Among the insights Sep Kamvar offered:

  • The East Coast could be more competitive if it adapted more of the Silicon Valley mindset of encouraging and nurturing entrepreneurs. 
  • Good businesses start by solving a problem or meeting a need.  
  • In the early stages, it is helpful to “play with ideas” and not “trying to make it work.”
  • New Jersey might benefit from having a city “specialize” in a certain niche or technology -- for instance, health care digitalization.  Having a critical mass fosters communication, support systems and idea creation.
  • Tech entrepreneurship in the future should focus on being more open about communication and less focused on private idea ownership.
  • Today’s global scale means a technology company can gift most of its services yet still yield substantial profits. 

Sep ultimately returned to earn his PhD at Stanford and is now Professor of Media Arts and Sciences at MIT and the Director of the Social Computing Group at the MIT Media Lab. He is also an advisor to companies.  A renaissance man, Sep’s artwork has been exhibited to the Museum of Modern Art in New York, the Victoria and Albert Museum in London, and the National Museum of Contemporary Art in Athens.

What Happened to IFRS Initiatives? Are Global Accounting Standards Just Too Far out of Reach?

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July 2, 2014 

Fogarty,MarcBy Marc Fogarty, CPA, CFE

As you may recall from my earlier blog, Support for IFRS Noticeably Absent from the SEC Strategic Plan for Fiscal Years 2014-2018, IFRS initiatives have lost steam over the years. The former chairman of the SEC., Chris Cox, had tried to bring international accounting rules to the U.S. while he was in office; however, now he says it is unlikely that the U.S. will replace GAAP with IFRS. What has changed?

In 2008, a proposed IFRS roadmap was published by the SEC while Mr. Cox was chairman. The financial crisis that followed seemed to put IFRS out of the limelight. The 2012 SEC staff report said that adopting international rules was “not supported by the vast majority of participants in the U.S. capital markets.” This was partially due to the cost of making changes.

But, six years later, there are still IFRS supporters and it is thought that the current SEC chairwoman, Mary Jo White, might be open to adopting international rules. There is still a chance that U.S. multinational companies will be allowed to change to International Financial Reporting Standards if they want to. This would enable U.S. companies to use the same rules as their foreign competitors, which would provide the benefit of making comparisons easier for investors.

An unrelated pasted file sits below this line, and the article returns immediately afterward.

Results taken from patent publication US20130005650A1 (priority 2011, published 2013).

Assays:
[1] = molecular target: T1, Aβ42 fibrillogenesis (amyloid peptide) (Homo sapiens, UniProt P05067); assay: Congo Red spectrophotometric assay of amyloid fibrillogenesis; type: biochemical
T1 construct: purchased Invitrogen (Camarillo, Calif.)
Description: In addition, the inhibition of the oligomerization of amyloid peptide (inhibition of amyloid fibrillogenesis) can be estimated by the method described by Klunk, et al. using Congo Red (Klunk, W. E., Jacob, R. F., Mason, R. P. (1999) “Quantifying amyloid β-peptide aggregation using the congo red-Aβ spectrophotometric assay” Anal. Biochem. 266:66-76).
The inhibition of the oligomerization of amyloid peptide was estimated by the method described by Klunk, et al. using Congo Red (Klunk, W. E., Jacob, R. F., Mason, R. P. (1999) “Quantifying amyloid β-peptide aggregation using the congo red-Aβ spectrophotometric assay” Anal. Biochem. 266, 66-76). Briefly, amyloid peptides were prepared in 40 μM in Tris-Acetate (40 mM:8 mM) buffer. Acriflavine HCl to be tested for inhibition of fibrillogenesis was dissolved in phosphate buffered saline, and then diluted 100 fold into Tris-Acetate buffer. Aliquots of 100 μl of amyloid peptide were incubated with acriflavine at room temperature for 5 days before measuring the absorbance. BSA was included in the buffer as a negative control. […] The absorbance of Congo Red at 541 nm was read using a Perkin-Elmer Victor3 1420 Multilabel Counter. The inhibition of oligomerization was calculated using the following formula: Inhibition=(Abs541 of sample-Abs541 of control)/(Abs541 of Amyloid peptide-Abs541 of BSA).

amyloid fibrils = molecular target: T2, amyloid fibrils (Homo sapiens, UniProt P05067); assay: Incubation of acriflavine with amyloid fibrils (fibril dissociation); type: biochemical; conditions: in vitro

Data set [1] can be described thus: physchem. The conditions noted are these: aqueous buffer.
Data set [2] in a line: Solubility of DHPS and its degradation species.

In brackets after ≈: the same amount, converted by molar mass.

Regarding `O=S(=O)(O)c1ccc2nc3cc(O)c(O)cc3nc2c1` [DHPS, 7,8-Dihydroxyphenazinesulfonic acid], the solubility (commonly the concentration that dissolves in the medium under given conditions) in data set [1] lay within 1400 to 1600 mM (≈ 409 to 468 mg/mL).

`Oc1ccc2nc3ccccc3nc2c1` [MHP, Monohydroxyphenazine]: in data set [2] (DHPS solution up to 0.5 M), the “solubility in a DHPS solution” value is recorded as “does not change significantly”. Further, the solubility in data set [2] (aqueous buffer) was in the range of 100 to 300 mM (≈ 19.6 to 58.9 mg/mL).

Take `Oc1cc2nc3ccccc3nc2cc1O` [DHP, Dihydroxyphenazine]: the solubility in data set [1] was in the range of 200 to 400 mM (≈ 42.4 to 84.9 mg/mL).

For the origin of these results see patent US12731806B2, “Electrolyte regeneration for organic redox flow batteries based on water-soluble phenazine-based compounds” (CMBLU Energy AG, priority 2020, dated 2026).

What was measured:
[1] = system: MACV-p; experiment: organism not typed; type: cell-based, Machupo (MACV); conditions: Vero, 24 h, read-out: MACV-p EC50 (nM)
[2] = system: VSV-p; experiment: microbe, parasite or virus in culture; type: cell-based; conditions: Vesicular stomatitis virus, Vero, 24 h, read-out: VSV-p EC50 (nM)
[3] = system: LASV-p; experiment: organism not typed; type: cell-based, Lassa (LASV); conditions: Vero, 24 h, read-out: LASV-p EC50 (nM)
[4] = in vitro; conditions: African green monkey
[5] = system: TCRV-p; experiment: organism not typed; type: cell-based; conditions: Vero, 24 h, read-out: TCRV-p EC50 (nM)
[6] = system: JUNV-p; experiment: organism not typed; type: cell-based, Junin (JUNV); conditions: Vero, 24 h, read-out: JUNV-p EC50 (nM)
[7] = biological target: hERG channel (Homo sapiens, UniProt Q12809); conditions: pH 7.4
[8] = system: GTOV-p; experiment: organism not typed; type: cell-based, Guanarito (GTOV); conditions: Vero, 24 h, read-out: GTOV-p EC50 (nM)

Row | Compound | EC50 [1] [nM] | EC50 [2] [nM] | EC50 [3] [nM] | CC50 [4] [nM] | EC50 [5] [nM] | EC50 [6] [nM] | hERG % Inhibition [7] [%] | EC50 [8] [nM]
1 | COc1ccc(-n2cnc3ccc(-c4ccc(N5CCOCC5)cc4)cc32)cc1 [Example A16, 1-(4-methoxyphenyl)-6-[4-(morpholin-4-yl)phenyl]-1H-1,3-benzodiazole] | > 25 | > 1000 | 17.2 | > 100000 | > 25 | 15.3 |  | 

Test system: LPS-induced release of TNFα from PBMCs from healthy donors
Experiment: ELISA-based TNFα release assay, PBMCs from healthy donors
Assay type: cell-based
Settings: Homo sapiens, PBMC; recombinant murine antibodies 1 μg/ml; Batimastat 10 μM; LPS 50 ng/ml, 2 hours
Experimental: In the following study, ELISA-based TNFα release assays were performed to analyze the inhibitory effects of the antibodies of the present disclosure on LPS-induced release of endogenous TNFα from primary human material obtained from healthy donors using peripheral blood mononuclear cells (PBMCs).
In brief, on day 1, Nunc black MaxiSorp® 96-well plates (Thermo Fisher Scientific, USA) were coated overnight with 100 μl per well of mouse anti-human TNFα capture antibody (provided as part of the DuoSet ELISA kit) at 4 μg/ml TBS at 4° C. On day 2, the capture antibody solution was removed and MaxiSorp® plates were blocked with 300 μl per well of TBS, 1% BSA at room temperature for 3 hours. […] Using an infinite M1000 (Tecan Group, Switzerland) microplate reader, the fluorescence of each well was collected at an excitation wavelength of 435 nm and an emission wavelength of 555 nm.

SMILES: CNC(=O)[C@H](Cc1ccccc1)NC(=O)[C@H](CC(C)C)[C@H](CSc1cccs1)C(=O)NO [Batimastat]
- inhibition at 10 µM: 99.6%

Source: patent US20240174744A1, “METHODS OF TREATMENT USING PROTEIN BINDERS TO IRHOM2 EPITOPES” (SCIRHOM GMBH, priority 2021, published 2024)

Our country's unwillingness to change, perhaps from the belief that there is nothing broken with our system or doing so will create unnecessary costs, will affect other countries as well. A possible end result may be a global decision that companies can choose the rules they want to follow. For instance, Japanese companies can choose from Japanese GAAP, U.S. GAAP and IFRS.

It appears that globally we are heading farther from IFRS.  With prominent people, like Mr. Cox, discussing the measure pessimistically, it seems less likely global accounting standards will be in our future.

GoPro’s IPO Filing - Another Tech Company Showing Profit

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June 16, 2014

By: Marc Fogarty, CPA, CFE 

Fogarty,MarcGoPro, the maker of rugged and waterproof devices to video tape extreme sports action, announced it will join the recent boom in the tech IPO market.  The technology aspect of GoPro is not new, but they created a new and unique way to use it. The product is appealing to the daredevil/extreme sports market who wants to video tape a sports activity, like skydiving or kayaking, without putting their more fragile iPhone at risk.

This tech company may be attractive to investors because there is real inventory and true gross margins.  Investors will like that they can see growth in sales, users, pricing and they can measure inventory turnover and margins.

GoPro is currently showing a substantial profit but has stated that its profit margin may change if the makers of smartphones and tablets change the durability of their product offering. As I have mentioned in my previous blog, After the IPO, Twitter Can’t Rest on its Laurels, tech companies need to adapt to changing technology to stay viable.

JD.com IPO on the NASDAQ - Good News for Tech IPO's

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June 10, 2014

Fogarty,MarcBy Marc Fogarty, CPA, CFE